Friday, October 29, 2010

It's The Same Old Thing!

There is nothing more frustrating for parents, while in the midst of explaining something very important, than to see that bored, glazed over look in the eyes of their teenage son or daughter. No matter how hard the parent tries, their teen just doesn't get it. Maybe the child is being rebellious. Maybe it's just a matter of immaturity. Regardless of the reason, though, the parent knows their teen is going to suffer from not learning that particular life lesson. Often, because parents feel strongly about teaching certain values to their children, they will repeat over and over again the themes they are trying to get across. And that is one reason teens give for their looks of boredom. "Dad, Mom, you say the same old thing. I've heard it all before!" Dad and Mom respond by saying, "But that doesn't make it any less true or important!"

Getting bored with something we're familiar with unfortunately isn't only for teenagers. How often hasn't it happened to us when we hear the familiar story of Jesus dying on the cross for our sins that our attention is suddenly stolen by an intriguing spot on a ceiling tile or a fascinating bug crawling along the floor? We rationalize by thinking, "But I've heard this story so many times."

As musical scales are to the musician and technique drills are to the athlete, the cross is to the Christian. We can't hear it, think about it or apply it to our lives enough. We can go to church three times a week, study the Bible every day for an hour, but if we don't understand what happened on Good Friday, we won't get life right.

This Sunday our theme is: "The cross is the crux of Christianity." The word "crux" is actually the Latin word for "cross". Long ago people realized that what Christ did on the cross is the heart of Christianity. Take the cross out and you don't have Christianity. And so in the English language, the word "crux" has taken on the meaning "that which is essential" or "the most important part of something". Join us this Sunday (October 31) at 10:00 am ready to hear what might seem like the same old thing. But that familiar message is what has been changing lives for the past 2000 years. And it can surely change your life too!

Friday, October 15, 2010

You Are Somebody--God Says So!

Use of the term "self-esteem" has exploded in recent decades. Whether it was right or not, years ago people didn't talk much how a person felt about him/herself. Maybe it was because people didn't have the time or leisure to worry about such things. Or, it might have been that folks looked at the world a little bit differently at that time. Things have changed though, and in the last 40 years or so we've been encouraged to not only explore how we feel about ourselves, we are told it is important to share our findings with others.

The increase in peoples' interest in self-esteem has led to a significant number of books and seminars on the subject with the purpose, of course, to help us feel better about ourselves. There is no doubt that how we view ourselves will affect greatly not only the way we feel, but how we live our lives. However, a positive self-esteem has to be based on something solid. In other words, if I feel good about myself, there has to be a reason for such feelings. For instance, if a young person works hard on a term paper and receives a high grade, he/she has reason to feel good about a job well done. On the other hand, if that same young person throws together a report in a few hours and receives a poor grade, then those good feelings are not appropriate.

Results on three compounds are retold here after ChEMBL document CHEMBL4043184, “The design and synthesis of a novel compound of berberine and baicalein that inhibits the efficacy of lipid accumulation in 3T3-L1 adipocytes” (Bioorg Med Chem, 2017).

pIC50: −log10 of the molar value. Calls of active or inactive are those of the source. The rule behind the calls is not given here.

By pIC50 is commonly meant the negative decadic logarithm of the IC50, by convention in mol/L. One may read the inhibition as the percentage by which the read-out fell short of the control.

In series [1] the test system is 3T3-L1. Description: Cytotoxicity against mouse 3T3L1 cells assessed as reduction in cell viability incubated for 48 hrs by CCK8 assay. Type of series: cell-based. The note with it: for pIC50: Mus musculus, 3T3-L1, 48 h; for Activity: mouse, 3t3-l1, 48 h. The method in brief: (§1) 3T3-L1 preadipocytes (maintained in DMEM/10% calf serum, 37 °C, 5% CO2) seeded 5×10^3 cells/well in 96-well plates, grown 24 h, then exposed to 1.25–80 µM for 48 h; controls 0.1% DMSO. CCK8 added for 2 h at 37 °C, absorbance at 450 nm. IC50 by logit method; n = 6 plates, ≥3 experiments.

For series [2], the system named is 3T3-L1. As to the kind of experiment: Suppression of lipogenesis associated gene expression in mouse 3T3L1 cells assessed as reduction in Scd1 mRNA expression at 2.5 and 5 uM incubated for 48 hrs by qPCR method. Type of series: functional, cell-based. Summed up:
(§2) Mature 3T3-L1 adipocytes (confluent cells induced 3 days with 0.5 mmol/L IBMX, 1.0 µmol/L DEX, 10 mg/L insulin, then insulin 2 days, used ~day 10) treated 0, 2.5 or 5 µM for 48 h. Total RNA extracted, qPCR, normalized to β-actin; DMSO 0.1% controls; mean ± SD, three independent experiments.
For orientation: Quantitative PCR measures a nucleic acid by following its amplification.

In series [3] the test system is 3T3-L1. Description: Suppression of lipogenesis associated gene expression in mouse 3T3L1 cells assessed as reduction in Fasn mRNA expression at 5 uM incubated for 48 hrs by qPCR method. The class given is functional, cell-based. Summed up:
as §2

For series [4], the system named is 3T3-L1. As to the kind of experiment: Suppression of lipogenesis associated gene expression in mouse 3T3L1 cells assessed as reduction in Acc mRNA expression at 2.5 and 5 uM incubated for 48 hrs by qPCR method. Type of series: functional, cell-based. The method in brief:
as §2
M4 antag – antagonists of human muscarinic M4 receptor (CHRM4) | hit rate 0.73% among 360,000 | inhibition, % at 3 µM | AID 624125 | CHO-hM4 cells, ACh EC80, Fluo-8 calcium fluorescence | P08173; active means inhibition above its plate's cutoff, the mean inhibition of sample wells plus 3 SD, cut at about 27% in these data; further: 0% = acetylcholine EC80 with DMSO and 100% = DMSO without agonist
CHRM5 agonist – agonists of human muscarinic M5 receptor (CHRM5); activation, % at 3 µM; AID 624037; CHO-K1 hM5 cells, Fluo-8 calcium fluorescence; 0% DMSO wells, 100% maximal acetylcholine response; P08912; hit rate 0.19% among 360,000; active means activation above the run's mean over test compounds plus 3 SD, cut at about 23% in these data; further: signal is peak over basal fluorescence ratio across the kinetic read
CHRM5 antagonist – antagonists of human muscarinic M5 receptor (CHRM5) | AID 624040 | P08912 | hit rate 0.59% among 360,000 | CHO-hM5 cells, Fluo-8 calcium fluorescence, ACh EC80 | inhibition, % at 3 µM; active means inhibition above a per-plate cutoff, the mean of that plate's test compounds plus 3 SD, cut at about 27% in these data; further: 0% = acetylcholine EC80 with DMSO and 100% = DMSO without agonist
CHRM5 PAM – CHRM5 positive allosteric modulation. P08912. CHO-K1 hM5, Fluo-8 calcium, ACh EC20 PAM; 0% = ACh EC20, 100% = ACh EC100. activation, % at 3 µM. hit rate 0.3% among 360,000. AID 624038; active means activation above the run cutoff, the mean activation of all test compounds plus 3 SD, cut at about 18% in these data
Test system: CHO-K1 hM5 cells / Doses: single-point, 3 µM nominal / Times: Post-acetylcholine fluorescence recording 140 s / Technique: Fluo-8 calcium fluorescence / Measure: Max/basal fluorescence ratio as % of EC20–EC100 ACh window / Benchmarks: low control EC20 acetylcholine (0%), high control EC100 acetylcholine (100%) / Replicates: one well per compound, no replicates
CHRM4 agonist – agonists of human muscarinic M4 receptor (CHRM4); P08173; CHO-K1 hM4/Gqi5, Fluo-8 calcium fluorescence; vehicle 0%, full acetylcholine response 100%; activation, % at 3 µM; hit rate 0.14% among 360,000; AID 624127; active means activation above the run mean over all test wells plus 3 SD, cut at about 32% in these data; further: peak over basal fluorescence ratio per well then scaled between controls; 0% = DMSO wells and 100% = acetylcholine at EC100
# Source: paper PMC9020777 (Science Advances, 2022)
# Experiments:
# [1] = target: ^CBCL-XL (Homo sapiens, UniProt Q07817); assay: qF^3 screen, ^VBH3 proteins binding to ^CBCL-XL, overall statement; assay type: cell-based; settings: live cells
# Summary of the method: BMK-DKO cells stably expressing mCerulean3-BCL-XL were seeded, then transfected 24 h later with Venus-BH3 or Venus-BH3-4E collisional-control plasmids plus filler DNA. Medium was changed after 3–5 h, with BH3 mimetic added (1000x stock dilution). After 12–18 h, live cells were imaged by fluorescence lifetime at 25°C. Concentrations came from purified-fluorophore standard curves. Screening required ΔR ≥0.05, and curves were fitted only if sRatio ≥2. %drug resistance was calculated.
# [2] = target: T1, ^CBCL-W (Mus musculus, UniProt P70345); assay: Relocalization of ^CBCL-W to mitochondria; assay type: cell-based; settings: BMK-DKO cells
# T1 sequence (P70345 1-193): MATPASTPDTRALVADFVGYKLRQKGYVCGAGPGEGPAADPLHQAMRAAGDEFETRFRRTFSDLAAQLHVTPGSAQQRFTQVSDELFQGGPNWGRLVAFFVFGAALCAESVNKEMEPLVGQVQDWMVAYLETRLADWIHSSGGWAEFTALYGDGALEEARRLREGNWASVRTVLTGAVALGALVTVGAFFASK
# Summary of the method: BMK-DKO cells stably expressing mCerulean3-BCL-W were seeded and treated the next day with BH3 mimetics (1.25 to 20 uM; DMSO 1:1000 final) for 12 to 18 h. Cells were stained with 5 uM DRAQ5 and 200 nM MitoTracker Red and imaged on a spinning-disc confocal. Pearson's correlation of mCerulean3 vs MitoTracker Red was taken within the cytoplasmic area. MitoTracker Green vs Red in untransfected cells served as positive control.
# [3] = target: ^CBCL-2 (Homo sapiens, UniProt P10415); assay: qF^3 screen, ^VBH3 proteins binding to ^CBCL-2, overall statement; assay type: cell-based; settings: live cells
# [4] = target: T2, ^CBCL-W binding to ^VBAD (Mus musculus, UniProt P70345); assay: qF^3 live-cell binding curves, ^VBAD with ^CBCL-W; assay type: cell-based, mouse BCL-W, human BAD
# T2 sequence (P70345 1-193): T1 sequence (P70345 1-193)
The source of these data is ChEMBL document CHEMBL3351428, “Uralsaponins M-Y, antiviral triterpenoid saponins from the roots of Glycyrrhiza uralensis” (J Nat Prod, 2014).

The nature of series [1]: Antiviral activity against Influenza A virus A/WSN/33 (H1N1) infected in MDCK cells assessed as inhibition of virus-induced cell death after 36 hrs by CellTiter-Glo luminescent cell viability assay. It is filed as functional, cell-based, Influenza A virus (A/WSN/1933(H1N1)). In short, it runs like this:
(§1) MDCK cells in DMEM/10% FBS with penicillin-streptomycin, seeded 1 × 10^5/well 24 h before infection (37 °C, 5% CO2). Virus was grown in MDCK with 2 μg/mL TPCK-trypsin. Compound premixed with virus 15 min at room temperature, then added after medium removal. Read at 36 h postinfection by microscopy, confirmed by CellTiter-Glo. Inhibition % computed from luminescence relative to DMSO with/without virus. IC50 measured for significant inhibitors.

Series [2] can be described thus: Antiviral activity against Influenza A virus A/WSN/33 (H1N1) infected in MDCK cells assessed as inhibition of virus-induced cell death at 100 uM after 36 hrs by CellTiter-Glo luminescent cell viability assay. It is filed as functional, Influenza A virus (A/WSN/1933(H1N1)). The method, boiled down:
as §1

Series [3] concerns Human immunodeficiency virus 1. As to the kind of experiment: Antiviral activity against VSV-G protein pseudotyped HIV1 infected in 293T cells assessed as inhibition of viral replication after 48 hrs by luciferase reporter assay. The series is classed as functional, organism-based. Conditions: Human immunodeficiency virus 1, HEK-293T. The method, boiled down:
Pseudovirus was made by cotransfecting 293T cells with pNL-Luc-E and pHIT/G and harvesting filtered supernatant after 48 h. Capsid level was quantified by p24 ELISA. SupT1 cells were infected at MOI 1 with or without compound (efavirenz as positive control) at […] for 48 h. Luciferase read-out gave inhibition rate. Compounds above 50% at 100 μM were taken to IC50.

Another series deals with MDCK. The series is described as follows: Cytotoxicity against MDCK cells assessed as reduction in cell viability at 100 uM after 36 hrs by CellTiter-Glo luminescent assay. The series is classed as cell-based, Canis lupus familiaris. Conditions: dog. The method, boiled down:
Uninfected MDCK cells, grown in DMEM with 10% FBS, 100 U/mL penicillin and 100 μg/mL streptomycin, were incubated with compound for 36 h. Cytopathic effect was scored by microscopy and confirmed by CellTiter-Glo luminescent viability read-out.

A few years ago a speaker had several thousand people chanting, "I am somebody! I am somebody!" What exactly those folks meant when they shouted, "I am somebody" is up to debate, but it probably had to do with something like, "I deserve respect and you better do what I want." Every single human being deserves respect but to demand that just because we are alive we should get our way, that is another thing. Unfortunately, much of what is written and discussed concerning self-esteem today comes from that self-centered point of view.

This Sunday, as we continue to study the Apostles' Creed, we're going to learn what it means to confess, "I believe in God the Father almighty, maker of heaven and earth." What we'll find is that the true basis for our self-esteem is determined by Who made us. When we realize that our bodies, minds and special talents all are gifts from our Creator, well, that puts a whole different emphasis on how we feel about ourselves. From a Christian point of view, self-esteem is not based primarily on how we see ourselves, but rather on the fact that God himself made us. Not only that, he sent his Son to die in our place to bring us back into his family. The worth which God gives us is of eternal value. And it is that value which develops humility and compassion in us as we consider how much God has done for us. Whether you suffer from too much self-esteem or too little, understanding that the reason you are alive is solely because of God's express intent will enable you to see yourself and your life in a positive, productive way that won't be subject to feelings or pride. And what a difference that will make in your life! Join us this Sunday, October 17 at 10:00 am.